Thursday, December 30, 2010

H'aint No Such Thing

Nobody could tell a ghost story like my granddad. As children, my sister and I spent several weeks each summer with our grandparents on their farm in Pelzer, SC. Our chief form of
entertainment was sitting on their large porch in the evening and listening to my grandfather tell ghost stories.

The one about the headless horseman always got my goose bumps going. I’ll never forget the time he was looking for his head and…..(there go those goose bumps again)…

Suddenly the story was interrupted when out of the blue, a bolt of lightning struck the
telephone pole about 30 yards from where we were sitting!

Talk about a punch line!

Frankly, after that, I lost all interest in Ghost Stories

However, over the years, there were a few times when “ghost stories” seemed to come
looking for me.

Of course, since there H'aint no such thing as ghosts (or “Haints”) there was almost always a
logical explanation for what at first glance seemed …uh…….supernatural.

Stone House, Manassas,VA circa 2000

Take for example the time I was showing an out of town friend of mine the nearby Manassas Battlefield.

It was very early one winter morning and our first stop was the old “Stone House,” one of only two original structures still standing in that popular National Park.

It was mainly used as a hospital during both battles of Manassas.

I figured we had come a bit too early because the park seemed to be empty. But that’s not
really unusual during the winter months before the Spring tourist season starts. However, what
was unusual that morning was that there didn’t seem to be any park service employees around
either. At least, not anywhere near the Stone House.

Stone House circa 1860
The place looked pretty drab. Very much like I imagine it did during the Civil War.

There still was no sign of anyone else in the park, as far as we could see.

But perhaps someone was inside. We tried the front door……and it was unlocked. 

 Once inside, we announced ourselves, several times, in fact, but got no response.

 The house was totally empty.

So, after a couple more attempts at announcing our presence, we started exploring the place on our own, which is the way I like to do it anyway.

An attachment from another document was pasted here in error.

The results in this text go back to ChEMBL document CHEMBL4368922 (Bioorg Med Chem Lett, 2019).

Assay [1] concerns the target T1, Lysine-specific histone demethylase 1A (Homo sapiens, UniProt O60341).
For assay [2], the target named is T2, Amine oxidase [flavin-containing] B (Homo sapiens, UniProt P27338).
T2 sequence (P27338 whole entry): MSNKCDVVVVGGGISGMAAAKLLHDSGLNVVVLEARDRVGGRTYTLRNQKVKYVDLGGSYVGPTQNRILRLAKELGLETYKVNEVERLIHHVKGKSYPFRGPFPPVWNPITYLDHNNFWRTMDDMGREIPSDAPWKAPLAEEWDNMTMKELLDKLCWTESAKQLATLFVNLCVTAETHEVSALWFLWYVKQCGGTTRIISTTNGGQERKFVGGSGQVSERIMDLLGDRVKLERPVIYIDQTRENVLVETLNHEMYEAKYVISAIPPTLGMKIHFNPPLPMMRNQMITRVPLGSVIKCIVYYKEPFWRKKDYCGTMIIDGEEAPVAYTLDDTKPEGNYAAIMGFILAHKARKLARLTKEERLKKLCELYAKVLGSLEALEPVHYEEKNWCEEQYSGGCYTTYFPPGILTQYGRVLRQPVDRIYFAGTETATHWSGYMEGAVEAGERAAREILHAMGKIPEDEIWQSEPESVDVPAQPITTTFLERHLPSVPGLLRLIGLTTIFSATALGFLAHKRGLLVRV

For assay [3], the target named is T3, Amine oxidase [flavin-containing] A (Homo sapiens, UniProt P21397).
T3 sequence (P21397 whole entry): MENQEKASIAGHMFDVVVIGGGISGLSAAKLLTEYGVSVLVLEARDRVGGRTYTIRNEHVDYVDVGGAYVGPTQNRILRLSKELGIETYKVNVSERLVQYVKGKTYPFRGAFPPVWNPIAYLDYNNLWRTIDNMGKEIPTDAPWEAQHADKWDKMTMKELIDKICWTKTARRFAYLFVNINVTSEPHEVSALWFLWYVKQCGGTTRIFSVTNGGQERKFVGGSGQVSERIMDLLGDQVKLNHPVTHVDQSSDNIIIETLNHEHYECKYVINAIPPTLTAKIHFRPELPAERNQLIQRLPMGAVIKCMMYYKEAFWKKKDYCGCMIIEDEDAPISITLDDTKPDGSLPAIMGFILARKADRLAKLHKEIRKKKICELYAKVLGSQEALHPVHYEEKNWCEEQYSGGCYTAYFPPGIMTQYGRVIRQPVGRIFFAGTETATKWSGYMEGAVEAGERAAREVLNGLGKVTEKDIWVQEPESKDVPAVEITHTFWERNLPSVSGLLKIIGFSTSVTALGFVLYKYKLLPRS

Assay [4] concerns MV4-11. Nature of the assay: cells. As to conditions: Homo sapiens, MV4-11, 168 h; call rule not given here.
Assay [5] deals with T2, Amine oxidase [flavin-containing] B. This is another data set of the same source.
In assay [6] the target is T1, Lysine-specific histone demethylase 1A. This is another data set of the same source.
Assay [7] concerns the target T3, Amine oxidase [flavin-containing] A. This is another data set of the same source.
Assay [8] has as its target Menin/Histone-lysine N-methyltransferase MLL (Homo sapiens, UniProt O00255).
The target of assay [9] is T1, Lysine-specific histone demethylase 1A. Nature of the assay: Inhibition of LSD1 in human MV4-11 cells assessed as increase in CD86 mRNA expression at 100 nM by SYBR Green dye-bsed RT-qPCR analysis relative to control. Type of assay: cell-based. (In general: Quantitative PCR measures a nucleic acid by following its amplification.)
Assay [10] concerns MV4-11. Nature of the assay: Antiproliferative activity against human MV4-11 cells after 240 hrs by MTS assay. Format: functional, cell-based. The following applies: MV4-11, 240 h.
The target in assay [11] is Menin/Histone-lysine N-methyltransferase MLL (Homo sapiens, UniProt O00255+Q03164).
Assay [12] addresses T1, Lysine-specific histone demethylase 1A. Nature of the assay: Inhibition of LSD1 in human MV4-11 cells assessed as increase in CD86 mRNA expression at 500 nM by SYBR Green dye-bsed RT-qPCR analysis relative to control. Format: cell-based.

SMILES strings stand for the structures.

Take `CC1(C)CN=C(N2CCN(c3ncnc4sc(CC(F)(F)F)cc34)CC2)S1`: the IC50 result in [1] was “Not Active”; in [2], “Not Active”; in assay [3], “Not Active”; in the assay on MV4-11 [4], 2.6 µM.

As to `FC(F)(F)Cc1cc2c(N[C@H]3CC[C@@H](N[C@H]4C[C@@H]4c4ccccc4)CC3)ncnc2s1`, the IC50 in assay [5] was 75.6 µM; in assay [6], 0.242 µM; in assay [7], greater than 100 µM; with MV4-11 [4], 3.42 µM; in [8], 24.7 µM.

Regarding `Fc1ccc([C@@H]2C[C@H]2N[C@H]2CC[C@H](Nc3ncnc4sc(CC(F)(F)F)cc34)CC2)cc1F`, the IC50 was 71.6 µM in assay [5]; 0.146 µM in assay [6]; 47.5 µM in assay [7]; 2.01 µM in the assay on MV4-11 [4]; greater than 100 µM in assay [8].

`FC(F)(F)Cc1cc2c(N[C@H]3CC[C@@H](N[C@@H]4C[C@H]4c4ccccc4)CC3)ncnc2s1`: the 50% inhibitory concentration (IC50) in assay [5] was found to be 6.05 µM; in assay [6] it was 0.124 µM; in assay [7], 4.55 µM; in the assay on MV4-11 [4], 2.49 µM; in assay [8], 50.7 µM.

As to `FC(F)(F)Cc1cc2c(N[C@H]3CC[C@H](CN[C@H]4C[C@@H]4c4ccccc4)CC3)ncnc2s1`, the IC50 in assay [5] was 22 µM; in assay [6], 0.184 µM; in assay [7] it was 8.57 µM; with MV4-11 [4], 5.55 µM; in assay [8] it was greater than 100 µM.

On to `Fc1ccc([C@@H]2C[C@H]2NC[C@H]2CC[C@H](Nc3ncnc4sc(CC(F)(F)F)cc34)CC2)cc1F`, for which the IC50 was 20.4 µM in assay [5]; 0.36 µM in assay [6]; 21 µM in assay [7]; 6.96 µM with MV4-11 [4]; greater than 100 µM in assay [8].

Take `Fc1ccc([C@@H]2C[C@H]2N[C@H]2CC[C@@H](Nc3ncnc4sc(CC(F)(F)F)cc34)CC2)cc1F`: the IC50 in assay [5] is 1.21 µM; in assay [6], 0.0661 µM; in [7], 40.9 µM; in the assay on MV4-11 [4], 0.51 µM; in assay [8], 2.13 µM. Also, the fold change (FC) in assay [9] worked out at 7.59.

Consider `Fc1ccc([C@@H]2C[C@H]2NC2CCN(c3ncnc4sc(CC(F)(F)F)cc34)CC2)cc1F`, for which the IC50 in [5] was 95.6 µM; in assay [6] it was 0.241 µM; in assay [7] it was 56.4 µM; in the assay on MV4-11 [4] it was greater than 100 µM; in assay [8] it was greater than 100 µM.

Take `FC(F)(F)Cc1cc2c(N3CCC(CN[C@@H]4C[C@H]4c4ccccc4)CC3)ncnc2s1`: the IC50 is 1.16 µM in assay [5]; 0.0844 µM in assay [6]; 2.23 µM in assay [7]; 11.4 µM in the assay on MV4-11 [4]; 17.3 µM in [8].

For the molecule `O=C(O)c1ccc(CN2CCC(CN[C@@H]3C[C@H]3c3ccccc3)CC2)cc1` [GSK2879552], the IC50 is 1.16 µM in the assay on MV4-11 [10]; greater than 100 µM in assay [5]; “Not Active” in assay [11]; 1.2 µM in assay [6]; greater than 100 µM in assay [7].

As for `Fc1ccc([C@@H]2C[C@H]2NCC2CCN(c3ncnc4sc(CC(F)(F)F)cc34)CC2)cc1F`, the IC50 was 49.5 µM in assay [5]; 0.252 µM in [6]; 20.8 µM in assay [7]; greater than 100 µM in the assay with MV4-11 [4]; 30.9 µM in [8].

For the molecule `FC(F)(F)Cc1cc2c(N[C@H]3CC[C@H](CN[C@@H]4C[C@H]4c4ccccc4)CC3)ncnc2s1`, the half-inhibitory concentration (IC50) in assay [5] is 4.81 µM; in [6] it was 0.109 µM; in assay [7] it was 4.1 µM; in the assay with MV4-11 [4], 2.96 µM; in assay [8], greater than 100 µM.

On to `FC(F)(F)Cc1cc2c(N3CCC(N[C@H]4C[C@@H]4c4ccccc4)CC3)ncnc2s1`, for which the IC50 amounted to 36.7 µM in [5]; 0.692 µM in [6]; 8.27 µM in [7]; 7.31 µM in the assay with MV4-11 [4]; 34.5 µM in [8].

We were getting braver by the minute and with still no sign of anyone in authority telling
us where we could, or could not, go in the house, we went on upstairs to try to locate the
floorboard where I had read that two wounded soldiers had carved their initials in 1862.

About the time we spotted one of the carvings, we heard footsteps downstairs.

I thought it wise to let whoever it was know that we were in the house, so I announced our presence again and noted that we were upstairs.

There was no reply.

View from second floor window

We both came to the conclusion that perhaps we should cut our visit to the Stone House short, because it just didn’t seem right for someone off the street (like us) to be able to just walk into such an historical house in a major National Park and wander around like we were doing.

Heck, I could have carved my initials in the upstairs floorboard, if I had been so inclined.

Besides, we wanted to find out who had joined us in the house, and head off any trouble that
we might find ourselves in since with all the laws Congress passes daily, I’m sure there must be
a number of them relating to unauthorized strangers wandering freely into protected National
historical monuments.

As we descended the stairs, we saw a woman, who rather frantically…it seemed to us…had
started up the stairs just as we were coming down.

“I’ve got to see it again,” she said as she hurried past us.

“I’ve got to see what they’ve done to it.”

When she reached the top of the stairs, she turned to us and said,

“I used to live here.”

(Cue the goose bumps. Up with the Twilight Zone music..and out.)

Now, I don’t want to spoil a perfectly good ghost story, so I’ll let you pick the ending.

This is multiple choice…and only one answer is true.

You decide.

She was:

A) Emily , the young daughter of Henry and Jane Mathews , owners of the Stone House,
who was killed in her bedroom by a stray bullet during the first battle of Bull Run. Every
year on the anniversary of her death, she reappears at the Stone House apparently
looking for the doll she was holding at the time of her death.
B) An actress who is part of a Candid Camera Stunt…….and who any moment will announce
that my friend and I are on Candid Camera.

C) A woman who now lives in Pittsburgh, but was born in Virginia. In the 1950’s, her
father worked for the Park Service and was in charge of the battlefield. As part of his
compensation, he and his family lived, rent free, in the upstairs of the Stone House
which was closed to the public. This was the first time she had seen the house since her

“You unlock this door with the key of imagination. Beyond it is another dimension – a dimension of sound, a dimension of sight, a dimension of mind. You're moving into a land of both shadow and substance, of things and ideas. You've just crossed over into the Twilight Zone.” –Rod Serling